Medina of Marrakesh is enclosed by 20 kilometres of ramparts with 19 gates. The original rampart was erected by the Almoravids in the 12th century, to protect the city from the attacks made by the Berbers.
The ramparts, made entirely of clay with wooden posts crossing through them, acquire a spectacular beauty when when the evening sun bathes them in fiery colours.
Many of the carriages parked in the town square of Jemaa el Fna, or near Bab Nkob, offer you a complete tour, lasting two hours, and twice that length if you ask the driver to make three or four stops, so you can walk through some of the gates to visit places of interest: Bab Agnaou, to visit the Kasbah, Bab Debbagh, to watch the tanners at work, or Bab Aghmat, through which the troops of Abd El Moumen took the city in 1147.
An ideal stroll round the ramparts, including a few stops, will take you four hours. The route is described below:
You start your trip by catching a carriage waiting in the queue at Bab Nkob, the gate through which Mohamed V Avenue joins with the Koutoubia and the Medina, and you are taken along the El Yarmouk Boulevard, exiting through Bab El Jdid. Then the tour starts, travelling in an anticlockwise direction.
The path runs next to the wall that lies between the gardens of La Mamounia and the walls of the cemetery of Sidi Soheili, one of the seven saints of Marrakech, taking you to Bab er Rob. We get off the carriage and, 30 metres away, we find we have arrived at Bab Agnaou, the gate that marks the entrance to the area of Kasbah, the ancient Almohad fortress.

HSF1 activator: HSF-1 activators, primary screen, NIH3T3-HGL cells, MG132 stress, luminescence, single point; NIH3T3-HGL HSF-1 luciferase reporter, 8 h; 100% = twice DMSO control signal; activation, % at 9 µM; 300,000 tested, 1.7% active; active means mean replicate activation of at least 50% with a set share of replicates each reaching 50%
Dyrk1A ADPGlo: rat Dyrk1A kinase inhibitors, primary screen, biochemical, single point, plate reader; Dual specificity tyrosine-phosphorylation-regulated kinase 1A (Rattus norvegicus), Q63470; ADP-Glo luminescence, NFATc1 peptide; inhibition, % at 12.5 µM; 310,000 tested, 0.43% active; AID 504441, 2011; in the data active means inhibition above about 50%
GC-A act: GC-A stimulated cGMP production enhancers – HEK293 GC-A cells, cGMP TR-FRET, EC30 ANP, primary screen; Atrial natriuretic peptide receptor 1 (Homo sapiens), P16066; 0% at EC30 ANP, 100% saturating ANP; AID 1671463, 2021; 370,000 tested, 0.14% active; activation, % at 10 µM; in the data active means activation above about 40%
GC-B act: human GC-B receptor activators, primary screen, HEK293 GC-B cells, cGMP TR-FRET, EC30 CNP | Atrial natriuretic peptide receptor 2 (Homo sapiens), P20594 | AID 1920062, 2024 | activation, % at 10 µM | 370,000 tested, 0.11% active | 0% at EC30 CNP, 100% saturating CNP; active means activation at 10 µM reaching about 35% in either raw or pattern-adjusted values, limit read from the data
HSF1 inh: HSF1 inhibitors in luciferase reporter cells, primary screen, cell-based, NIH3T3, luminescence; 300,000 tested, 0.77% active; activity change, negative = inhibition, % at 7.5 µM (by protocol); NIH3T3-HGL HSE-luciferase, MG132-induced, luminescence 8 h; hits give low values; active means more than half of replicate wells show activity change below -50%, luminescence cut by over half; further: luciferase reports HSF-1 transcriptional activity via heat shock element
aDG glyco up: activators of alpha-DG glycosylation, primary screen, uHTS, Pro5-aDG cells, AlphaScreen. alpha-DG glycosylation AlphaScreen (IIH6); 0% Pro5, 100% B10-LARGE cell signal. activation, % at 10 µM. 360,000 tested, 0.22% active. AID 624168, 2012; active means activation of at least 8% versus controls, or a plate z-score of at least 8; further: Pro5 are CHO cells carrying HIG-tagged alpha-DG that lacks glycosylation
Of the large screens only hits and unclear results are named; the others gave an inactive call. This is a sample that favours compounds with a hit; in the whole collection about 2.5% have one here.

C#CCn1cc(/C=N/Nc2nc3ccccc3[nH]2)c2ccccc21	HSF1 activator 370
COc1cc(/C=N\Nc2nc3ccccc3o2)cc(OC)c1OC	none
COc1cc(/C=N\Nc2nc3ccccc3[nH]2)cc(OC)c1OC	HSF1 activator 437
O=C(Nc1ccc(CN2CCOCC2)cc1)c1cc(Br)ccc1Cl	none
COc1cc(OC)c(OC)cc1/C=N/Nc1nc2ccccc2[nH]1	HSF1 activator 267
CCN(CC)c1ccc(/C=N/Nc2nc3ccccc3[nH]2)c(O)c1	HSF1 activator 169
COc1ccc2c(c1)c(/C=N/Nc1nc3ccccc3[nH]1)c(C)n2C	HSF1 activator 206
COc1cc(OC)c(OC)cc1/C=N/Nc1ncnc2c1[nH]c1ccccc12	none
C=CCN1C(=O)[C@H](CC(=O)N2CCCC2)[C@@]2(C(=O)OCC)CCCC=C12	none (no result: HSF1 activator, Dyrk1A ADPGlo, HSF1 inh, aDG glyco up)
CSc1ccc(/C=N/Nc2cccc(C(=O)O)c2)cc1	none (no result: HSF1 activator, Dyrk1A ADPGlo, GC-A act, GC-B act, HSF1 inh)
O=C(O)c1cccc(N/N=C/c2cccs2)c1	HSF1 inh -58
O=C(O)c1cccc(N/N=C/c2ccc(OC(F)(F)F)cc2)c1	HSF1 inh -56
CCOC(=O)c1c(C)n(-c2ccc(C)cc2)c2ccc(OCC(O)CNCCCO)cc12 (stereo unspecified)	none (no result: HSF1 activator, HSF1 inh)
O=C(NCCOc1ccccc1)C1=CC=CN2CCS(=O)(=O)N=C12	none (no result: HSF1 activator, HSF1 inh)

Bab Agnaou, one of the architectural marvels of the Almohad period (12th century) leads you to the Saadian tombs, 50 metres away. We get back into the carriage to visit Bab Ksiba and we enter into the old town through Bab Ighli. We cross the Gran Mechouar, which passes through the Royal Palace, and at the other end, we find ourselves in front of Bab El Makhzen. We exit the palace by going through Bab Ahmar, which takes us out of the city again, leading us to the Zaouia of another saint of Marrakech, Sidi Youssef Ben Alí, the protector against leprosy, next to Bab Aghmat.
The carriage takes us along the Route des Remparts, skirting the walls on the east and heading towards Bab Aylen. When we reach the gate, we find the mosque of Cadi Ayyad Ben Moussa. It is also through this gate that, in 1129, the Almohads tried in vain to take over Marrakech. Further on, you reach the first of the two gates that lead to the tanners’ area: Bab ed Debbagh and Bab Kechiche. As we approach the river, we begin to realise the air is full of the characteristic smells of the products used in the tanneries.
Continuing with our trip, we reach the impressive Bab El Khemis, the Thursday Gate, which is flanked by two imposing bastions. The old road to Fez used to start from here and it is also the entrance to whoever wishes to visit the Ben Youssef Madrasa.
At Bab el Khemis, the driver takes the road to the Palmeraie (palm tree grove) in the direction of the gate of Bab Doukhala, built in the 12th century by the Almoravids. 400 hundred metres away is Bab Er Raha; the final stop is at Bab Nkob, the starting point of the tour.